Analysis

How Trump could emerge the political loser over government shutdown

While no party will likely emerge as a significant political winner from the U.S. partial government shutdown, President Donald Trump could stand to lose the most.

The partial shutdown stops funding for about a quarter of federal government programs

U.S. President Donald Trump has requested around $5.7 billion US to fund a so-called wall along border between the U.S. and Mexico. Proponents believe it would keep out illegal immigrants out of the United States. (Andrew Harnik/Associated Press)

While no party will likely emerge as a significant political winner from the U.S. partial government shutdown, President Donald Trump may stand to lose the most, some experts say.

"Whoever owns the shutdown loses," said political historian David Eisenbach. "When Trump claimed ownership, that was an unusual thing to do."

"The symbolism of a government shutdown never works in favour of the party or the side that initiated it."

The partial shutdown, which stops funding for about a quarter of federal government programs, entered its sixth day on Thursday, with no deal expected any time soon.

The sticking point is over funding for border security. Trump has requested around $5.7 billion US, money that he wants to spend on building a wall along the border between the United States and Mexico. Proponents say it will keep illegal immigrants out of the U.S.

The Democrats have countered with $1.3 billion US for border security and oppose the creation of a border wall.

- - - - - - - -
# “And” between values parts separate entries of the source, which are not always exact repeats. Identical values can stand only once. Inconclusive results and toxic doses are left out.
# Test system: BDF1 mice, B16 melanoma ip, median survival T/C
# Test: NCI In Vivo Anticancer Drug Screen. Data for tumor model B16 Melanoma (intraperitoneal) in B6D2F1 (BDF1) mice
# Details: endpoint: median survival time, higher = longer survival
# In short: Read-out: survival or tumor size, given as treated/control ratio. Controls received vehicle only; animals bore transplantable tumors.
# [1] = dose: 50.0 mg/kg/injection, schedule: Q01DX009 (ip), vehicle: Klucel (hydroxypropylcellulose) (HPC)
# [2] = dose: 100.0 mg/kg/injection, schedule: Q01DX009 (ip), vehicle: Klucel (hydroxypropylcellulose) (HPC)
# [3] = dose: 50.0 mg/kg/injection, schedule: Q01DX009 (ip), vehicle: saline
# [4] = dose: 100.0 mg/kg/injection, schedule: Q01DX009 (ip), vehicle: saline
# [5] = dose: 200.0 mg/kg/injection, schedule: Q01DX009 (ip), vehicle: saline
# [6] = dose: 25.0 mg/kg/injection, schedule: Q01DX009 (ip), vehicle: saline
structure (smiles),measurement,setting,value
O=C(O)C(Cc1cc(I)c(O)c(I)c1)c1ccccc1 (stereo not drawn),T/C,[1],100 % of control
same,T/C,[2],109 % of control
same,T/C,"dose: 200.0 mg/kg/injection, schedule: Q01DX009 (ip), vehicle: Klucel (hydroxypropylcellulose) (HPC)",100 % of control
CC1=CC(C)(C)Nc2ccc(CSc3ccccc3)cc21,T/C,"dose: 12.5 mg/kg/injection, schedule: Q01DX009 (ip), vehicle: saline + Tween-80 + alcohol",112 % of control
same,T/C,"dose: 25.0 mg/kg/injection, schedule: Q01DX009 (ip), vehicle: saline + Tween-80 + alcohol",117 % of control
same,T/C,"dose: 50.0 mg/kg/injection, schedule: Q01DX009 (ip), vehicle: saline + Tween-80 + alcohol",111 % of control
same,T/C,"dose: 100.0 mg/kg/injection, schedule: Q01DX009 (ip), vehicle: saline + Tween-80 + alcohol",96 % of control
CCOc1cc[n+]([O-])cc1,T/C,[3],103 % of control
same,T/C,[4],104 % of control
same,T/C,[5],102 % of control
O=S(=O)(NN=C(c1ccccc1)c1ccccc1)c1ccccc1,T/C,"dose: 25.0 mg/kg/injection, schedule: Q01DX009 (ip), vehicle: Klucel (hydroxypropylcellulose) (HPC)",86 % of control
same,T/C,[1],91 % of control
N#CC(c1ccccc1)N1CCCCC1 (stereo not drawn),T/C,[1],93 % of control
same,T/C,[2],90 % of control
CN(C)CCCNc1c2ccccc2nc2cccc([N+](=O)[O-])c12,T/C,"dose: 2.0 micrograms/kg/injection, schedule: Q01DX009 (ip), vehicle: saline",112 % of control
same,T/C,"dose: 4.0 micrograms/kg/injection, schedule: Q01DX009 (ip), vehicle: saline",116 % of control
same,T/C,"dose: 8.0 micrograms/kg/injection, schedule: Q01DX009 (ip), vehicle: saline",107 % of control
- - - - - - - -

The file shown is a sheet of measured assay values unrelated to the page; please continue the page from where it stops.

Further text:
'Proud' to shut down government

In a public meeting two weeks ago with House Minority Leader Nancy Pelosi and Senate Minority Leader Chuck Schumer, Trump said he would be "proud to shut down the government for border security" and that he would "take the mantle. I will be the one to shut it down."

But Eisenbach suggested Trump has made a political miscalculation. His base may be committed to this idea, but many Americans — including the former Barack Obama voters who voted for him in 2016 — are more focused on issues like the economy.

"The voters that he needs, the voters that decide elections are not ideologically committed to a wall," he said.

The partial shutdown, which stops funding for about a quarter of federal government programs, entered its sixth day on Thursday, with no deal expected any time soon. (Joshua Roberts/Reuters)

As the deadline for a government shutdown approached, Trump appeared ready to strike a deal on funding for border security. But he changed his mind after some of his more vocal supporters slammed him, accusing the president of reneging on one of his core promises to build a wall.

"I think he's pandering to those loud voices. But it's a small number. They're not the ones who are going to be responsible for his re-election," Eisenbach said.

According to a Reuters/Ipsos poll in late November, less than a third of those surveyed (31 per cent) said improved border security should be among the top three priorities for Congress.

"I thought it was a politically bad move on his part because because he's over-interpreting the significance of that wall," Eisenbach said.